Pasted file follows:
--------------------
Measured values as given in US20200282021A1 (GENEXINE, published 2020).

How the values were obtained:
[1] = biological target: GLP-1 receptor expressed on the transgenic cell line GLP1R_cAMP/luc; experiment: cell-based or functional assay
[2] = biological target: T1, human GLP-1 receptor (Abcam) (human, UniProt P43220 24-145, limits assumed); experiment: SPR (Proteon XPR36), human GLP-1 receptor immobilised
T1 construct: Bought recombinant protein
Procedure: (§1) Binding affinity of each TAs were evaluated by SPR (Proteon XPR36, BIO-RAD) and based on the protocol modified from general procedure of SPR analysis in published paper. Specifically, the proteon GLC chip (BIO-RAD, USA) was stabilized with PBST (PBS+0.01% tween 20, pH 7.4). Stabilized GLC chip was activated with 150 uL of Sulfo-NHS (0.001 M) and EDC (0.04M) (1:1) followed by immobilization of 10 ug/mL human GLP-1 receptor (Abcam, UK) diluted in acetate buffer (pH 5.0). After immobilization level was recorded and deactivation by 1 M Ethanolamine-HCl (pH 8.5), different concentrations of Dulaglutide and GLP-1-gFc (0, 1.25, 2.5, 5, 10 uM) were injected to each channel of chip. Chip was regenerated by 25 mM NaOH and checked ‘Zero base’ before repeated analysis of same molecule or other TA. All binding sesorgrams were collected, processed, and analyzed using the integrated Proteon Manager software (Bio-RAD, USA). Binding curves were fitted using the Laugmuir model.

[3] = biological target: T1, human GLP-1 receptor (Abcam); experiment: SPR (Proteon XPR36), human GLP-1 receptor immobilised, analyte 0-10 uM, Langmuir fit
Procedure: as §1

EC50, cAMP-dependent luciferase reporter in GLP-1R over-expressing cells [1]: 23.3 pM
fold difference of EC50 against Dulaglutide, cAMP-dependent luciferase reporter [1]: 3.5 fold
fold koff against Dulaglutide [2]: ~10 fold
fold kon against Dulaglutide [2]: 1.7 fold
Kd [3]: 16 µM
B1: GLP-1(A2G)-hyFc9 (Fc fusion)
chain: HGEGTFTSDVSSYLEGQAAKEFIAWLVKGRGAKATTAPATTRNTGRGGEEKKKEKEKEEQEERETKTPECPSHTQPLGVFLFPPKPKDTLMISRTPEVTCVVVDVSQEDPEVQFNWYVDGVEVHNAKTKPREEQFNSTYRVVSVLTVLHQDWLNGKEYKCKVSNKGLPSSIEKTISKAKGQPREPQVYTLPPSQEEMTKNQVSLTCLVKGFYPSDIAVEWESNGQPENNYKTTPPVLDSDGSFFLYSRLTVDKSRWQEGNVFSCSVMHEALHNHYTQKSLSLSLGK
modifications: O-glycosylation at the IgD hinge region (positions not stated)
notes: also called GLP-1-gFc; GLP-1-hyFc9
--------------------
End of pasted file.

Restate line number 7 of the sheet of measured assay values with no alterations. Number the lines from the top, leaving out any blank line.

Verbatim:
[3] = biological target: T1, human GLP-1 receptor (Abcam); experiment: SPR (Proteon XPR36), human GLP-1 receptor immobilised, analyte 0-10 uM, Langmuir fit